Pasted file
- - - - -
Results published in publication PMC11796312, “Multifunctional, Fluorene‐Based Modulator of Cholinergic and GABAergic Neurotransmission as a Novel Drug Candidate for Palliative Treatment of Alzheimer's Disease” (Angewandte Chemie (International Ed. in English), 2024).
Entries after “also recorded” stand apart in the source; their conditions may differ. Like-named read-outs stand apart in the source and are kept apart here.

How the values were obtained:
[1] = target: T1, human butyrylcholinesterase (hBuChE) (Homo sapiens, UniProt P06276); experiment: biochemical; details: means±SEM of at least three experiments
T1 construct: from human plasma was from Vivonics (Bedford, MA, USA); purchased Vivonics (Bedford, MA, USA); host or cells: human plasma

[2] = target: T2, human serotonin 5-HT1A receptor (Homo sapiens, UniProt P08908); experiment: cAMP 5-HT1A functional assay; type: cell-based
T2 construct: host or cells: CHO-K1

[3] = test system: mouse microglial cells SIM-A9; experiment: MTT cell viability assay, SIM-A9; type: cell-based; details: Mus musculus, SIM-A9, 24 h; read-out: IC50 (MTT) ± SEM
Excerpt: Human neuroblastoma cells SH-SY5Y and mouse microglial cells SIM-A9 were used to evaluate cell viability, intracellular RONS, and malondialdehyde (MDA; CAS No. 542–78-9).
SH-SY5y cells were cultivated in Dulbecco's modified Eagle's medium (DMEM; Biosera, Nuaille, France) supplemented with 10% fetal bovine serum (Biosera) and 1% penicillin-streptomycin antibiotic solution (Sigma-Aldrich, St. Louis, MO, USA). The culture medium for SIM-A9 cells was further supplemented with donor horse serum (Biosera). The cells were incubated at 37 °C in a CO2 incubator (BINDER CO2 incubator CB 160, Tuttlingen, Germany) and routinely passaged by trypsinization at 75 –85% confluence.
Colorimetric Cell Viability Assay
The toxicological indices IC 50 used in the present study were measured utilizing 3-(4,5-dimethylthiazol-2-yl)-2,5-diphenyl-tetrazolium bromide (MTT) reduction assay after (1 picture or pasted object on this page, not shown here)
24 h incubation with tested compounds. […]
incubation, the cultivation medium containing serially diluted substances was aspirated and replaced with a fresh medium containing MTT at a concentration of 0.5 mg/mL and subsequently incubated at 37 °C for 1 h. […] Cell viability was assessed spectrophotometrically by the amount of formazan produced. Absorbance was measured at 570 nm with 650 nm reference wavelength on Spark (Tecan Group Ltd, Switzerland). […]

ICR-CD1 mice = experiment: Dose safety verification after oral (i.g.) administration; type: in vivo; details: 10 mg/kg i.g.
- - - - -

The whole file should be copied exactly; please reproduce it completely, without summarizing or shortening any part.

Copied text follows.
Results published in publication PMC11796312, “Multifunctional, Fluorene‐Based Modulator of Cholinergic and GABAergic Neurotransmission as a Novel Drug Candidate for Palliative Treatment of Alzheimer's Disease” (Angewandte Chemie (International Ed. in English), 2024).
Entries after “also recorded” stand apart in the source; their conditions may differ. Like-named read-outs stand apart in the source and are kept apart here.

How the values were obtained:
[1] = target: T1, human butyrylcholinesterase (hBuChE) (Homo sapiens, UniProt P06276); experiment: biochemical; details: means±SEM of at least three experiments
T1 construct: from human plasma was from Vivonics (Bedford, MA, USA); purchased Vivonics (Bedford, MA, USA); host or cells: human plasma

[2] = target: T2, human serotonin 5-HT1A receptor (Homo sapiens, UniProt P08908); experiment: cAMP 5-HT1A functional assay; type: cell-based
T2 construct: host or cells: CHO-K1

[3] = test system: mouse microglial cells SIM-A9; experiment: MTT cell viability assay, SIM-A9; type: cell-based; details: Mus musculus, SIM-A9, 24 h; read-out: IC50 (MTT) ± SEM
Excerpt: Human neuroblastoma cells SH-SY5Y and mouse microglial cells SIM-A9 were used to evaluate cell viability, intracellular RONS, and malondialdehyde (MDA; CAS No. 542–78-9).
SH-SY5y cells were cultivated in Dulbecco's modified Eagle's medium (DMEM; Biosera, Nuaille, France) supplemented with 10% fetal bovine serum (Biosera) and 1% penicillin-streptomycin antibiotic solution (Sigma-Aldrich, St. Louis, MO, USA). The culture medium for SIM-A9 cells was further supplemented with donor horse serum (Biosera). The cells were incubated at 37 °C in a CO2 incubator (BINDER CO2 incubator CB 160, Tuttlingen, Germany) and routinely passaged by trypsinization at 75 –85% confluence.
Colorimetric Cell Viability Assay
The toxicological indices IC 50 used in the present study were measured utilizing 3-(4,5-dimethylthiazol-2-yl)-2,5-diphenyl-tetrazolium bromide (MTT) reduction assay after (1 picture or pasted object on this page, not shown here)
24 h incubation with tested compounds. […]
incubation, the cultivation medium containing serially diluted substances was aspirated and replaced with a fresh medium containing MTT at a concentration of 0.5 mg/mL and subsequently incubated at 37 °C for 1 h. […] Cell viability was assessed spectrophotometrically by the amount of formazan produced. Absorbance was measured at 570 nm with 650 nm reference wavelength on Spark (Tecan Group Ltd, Switzerland). […]

ICR-CD1 mice = experiment: Dose safety verification after oral (i.g.) administration; type: in vivo; details: 10 mg/kg i.g.